To help your twins feel successful in the beginning, you can set the light to come on earlier than your ultimate desired wake up time — early enough that you KNOW they will still be asleep. That way, when they wake up, the light will be on and they can start their day right away. The first few days you can plan to get up early and be ready to greet them with “The light is on, Hooray! Good job!”. You can then move the wake up time gradually back to the actual time you want them to wake up. Depending how far you need to move their wake up time, you’ll want to go in 5-15 minute increments and leave it at each setting for 2-3 days.
|Tip: Do not ever let the babies get up while the wake up light is off. Be sure to purchase a timer that has an on/off toggle switch — so that you can click the light on quickly if you need to. This should not be used often, as they will learn that the wake up light can be manipulated. Outlet timers are available at most hardware stores.
Be very animated about all successes (especially in the first several months). Anytime they get up after the wake up light has come on, make a big deal out of it. “Good Job! Look! The Light is on! Time to get up! Good Morning!”. Anytime they get up when the light is not on, be very monotone and boring, “Look. The light is not on. Sleep Time.”
What age is appropriate to start using the wake-up light?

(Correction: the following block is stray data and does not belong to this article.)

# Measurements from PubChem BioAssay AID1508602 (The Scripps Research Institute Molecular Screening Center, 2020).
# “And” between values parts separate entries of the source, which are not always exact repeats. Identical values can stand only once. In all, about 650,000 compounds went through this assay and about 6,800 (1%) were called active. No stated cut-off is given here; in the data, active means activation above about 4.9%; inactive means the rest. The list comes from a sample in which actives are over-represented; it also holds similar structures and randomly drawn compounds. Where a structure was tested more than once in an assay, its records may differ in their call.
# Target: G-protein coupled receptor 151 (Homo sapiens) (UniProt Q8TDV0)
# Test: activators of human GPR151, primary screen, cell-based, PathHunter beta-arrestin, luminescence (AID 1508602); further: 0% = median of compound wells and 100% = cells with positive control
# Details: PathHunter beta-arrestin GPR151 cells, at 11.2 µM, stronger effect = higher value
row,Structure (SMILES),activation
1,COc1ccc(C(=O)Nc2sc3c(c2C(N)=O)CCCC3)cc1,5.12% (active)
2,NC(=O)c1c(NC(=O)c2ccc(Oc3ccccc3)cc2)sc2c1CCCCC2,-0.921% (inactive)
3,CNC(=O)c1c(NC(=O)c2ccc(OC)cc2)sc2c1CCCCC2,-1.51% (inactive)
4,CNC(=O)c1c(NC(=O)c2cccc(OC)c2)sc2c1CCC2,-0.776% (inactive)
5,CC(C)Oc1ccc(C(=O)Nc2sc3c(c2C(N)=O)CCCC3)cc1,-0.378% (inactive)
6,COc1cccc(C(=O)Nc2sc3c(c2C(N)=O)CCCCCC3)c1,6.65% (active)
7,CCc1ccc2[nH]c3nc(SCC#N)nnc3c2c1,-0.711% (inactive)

Babies as young as 7 – 8 months can use a wake up light. The nice thing about starting at a very young age is that the wake up light quickly becomes a natural part of their life — almost like the sun rising. A young baby can sometimes take longer to get the hang of the light — but when you are consistent and continue to direct their attention to the light, they will eventually get it.
|Tip: If the sunrise brings light into your babies’ room in the morning earlier than you would like them to wake up, you might wish to purchase black out shades to keep the room dark until your desired wake up time.
Of course, it is always important to assess the reason for any violations of the sleep rules. If there is a need that must be taken care of, do so as quickly and quietly as possible. Do not talk unless critically needed. As the adult, it is up to you to judge if a violation of the rules is reasonable under the circumstances. If it is not reasonable, do not argue, discuss, or explain — just revert back to the monotone, “The light is not on. Sleep Time.” If they are old enough for discussion, there will be time during daylight hours to discuss why the violation was not okay.
Toddlers do very well with a wake up light system, but older children can still benefit from it as well. Sometimes, especially in the winter, it is hard to tell if it is time to get up in the morning because it might still be dark at the “normal” wake up time for your child. The wake up light can help a child who wakes in the night wondering if it is time to get up. If the light is off, it is still sleep time.
Hopefully this introduction to the wake up light system has given you a good overview. The wake up light system solves many different kinds of sleep and bedtime issues, and we’ll get into specific scenarios in future articles. In the next article in this series, we’ll talk about how the wake up light can help with children that think that bedtime means playtime.
Read More on sleep and TwinParenthood’s Wake Up Light System:
Copyright 2010 Kathryn Whiteley — TwinParenthood.com